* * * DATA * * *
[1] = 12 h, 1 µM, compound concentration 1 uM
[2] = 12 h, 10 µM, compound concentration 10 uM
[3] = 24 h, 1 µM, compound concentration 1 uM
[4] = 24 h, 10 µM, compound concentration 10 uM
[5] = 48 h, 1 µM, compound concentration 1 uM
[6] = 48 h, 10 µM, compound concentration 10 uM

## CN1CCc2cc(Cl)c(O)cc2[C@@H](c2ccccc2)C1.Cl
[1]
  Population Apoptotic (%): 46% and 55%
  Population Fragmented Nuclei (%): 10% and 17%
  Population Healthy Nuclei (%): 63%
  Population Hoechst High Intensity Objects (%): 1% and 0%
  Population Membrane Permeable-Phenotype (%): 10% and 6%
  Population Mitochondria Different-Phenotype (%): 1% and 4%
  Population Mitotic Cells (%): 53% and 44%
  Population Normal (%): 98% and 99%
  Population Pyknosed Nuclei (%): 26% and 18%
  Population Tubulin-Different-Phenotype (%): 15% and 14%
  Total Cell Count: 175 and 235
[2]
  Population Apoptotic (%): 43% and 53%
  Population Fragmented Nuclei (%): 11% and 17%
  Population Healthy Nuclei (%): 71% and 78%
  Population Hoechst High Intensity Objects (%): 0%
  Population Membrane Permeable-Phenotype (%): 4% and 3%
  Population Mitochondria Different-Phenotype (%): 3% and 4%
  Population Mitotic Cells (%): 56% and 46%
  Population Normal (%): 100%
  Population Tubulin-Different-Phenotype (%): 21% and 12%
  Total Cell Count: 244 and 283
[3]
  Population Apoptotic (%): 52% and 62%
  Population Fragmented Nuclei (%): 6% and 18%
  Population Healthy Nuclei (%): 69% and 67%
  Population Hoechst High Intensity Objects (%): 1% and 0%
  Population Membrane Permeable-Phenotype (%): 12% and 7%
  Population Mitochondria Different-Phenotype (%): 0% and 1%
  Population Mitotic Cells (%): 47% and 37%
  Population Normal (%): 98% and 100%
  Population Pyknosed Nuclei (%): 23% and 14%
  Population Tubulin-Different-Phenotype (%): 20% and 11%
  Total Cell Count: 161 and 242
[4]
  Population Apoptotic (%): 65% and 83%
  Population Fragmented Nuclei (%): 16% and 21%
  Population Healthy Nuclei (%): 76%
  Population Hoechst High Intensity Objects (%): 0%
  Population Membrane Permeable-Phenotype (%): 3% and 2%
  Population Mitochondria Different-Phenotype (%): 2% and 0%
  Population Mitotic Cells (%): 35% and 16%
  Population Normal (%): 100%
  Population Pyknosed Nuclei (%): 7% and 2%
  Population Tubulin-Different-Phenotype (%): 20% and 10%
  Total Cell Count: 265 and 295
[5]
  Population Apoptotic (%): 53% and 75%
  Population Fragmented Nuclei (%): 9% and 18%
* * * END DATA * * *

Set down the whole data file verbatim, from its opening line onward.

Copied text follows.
[1] = 12 h, 1 µM, compound concentration 1 uM
[2] = 12 h, 10 µM, compound concentration 10 uM
[3] = 24 h, 1 µM, compound concentration 1 uM
[4] = 24 h, 10 µM, compound concentration 10 uM
[5] = 48 h, 1 µM, compound concentration 1 uM
[6] = 48 h, 10 µM, compound concentration 10 uM

## CN1CCc2cc(Cl)c(O)cc2[C@@H](c2ccccc2)C1.Cl
[1]
  Population Apoptotic (%): 46% and 55%
  Population Fragmented Nuclei (%): 10% and 17%
  Population Healthy Nuclei (%): 63%
  Population Hoechst High Intensity Objects (%): 1% and 0%
  Population Membrane Permeable-Phenotype (%): 10% and 6%
  Population Mitochondria Different-Phenotype (%): 1% and 4%
  Population Mitotic Cells (%): 53% and 44%
  Population Normal (%): 98% and 99%
  Population Pyknosed Nuclei (%): 26% and 18%
  Population Tubulin-Different-Phenotype (%): 15% and 14%
  Total Cell Count: 175 and 235
[2]
  Population Apoptotic (%): 43% and 53%
  Population Fragmented Nuclei (%): 11% and 17%
  Population Healthy Nuclei (%): 71% and 78%
  Population Hoechst High Intensity Objects (%): 0%
  Population Membrane Permeable-Phenotype (%): 4% and 3%
  Population Mitochondria Different-Phenotype (%): 3% and 4%
  Population Mitotic Cells (%): 56% and 46%
  Population Normal (%): 100%
  Population Tubulin-Different-Phenotype (%): 21% and 12%
  Total Cell Count: 244 and 283
[3]
  Population Apoptotic (%): 52% and 62%
  Population Fragmented Nuclei (%): 6% and 18%
  Population Healthy Nuclei (%): 69% and 67%
  Population Hoechst High Intensity Objects (%): 1% and 0%
  Population Membrane Permeable-Phenotype (%): 12% and 7%
  Population Mitochondria Different-Phenotype (%): 0% and 1%
  Population Mitotic Cells (%): 47% and 37%
  Population Normal (%): 98% and 100%
  Population Pyknosed Nuclei (%): 23% and 14%
  Population Tubulin-Different-Phenotype (%): 20% and 11%
  Total Cell Count: 161 and 242
[4]
  Population Apoptotic (%): 65% and 83%
  Population Fragmented Nuclei (%): 16% and 21%
  Population Healthy Nuclei (%): 76%
  Population Hoechst High Intensity Objects (%): 0%
  Population Membrane Permeable-Phenotype (%): 3% and 2%
  Population Mitochondria Different-Phenotype (%): 2% and 0%
  Population Mitotic Cells (%): 35% and 16%
  Population Normal (%): 100%
  Population Pyknosed Nuclei (%): 7% and 2%
  Population Tubulin-Different-Phenotype (%): 20% and 10%
  Total Cell Count: 265 and 295
[5]
  Population Apoptotic (%): 53% and 75%
  Population Fragmented Nuclei (%): 9% and 18%